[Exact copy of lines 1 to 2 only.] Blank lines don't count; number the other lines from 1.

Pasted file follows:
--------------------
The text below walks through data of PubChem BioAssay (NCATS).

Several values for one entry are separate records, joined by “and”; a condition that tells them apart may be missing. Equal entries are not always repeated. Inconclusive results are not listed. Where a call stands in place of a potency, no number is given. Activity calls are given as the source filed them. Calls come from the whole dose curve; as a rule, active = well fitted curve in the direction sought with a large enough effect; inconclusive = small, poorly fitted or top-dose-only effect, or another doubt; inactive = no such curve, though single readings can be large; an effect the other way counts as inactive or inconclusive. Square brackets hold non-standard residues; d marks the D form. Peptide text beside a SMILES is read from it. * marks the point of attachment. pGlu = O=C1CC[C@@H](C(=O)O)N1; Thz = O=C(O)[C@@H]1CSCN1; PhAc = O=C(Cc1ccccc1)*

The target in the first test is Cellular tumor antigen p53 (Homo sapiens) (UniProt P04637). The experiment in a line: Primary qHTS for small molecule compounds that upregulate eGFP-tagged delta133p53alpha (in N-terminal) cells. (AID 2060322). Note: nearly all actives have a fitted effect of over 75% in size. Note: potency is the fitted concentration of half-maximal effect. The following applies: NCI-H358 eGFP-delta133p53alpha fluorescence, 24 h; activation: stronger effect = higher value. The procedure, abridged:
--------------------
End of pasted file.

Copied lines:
The text below walks through data of PubChem BioAssay (NCATS).

Several values for one entry are separate records, joined by “and”; a condition that tells them apart may be missing. Equal entries are not always repeated. Inconclusive results are not listed. Where a call stands in place of a potency, no number is given. Activity calls are given as the source filed them. Calls come from the whole dose curve; as a rule, active = well fitted curve in the direction sought with a large enough effect; inconclusive = small, poorly fitted or top-dose-only effect, or another doubt; inactive = no such curve, though single readings can be large; an effect the other way counts as inactive or inconclusive. Square brackets hold non-standard residues; d marks the D form. Peptide text beside a SMILES is read from it. * marks the point of attachment. pGlu = O=C1CC[C@@H](C(=O)O)N1; Thz = O=C(O)[C@@H]1CSCN1; PhAc = O=C(Cc1ccccc1)*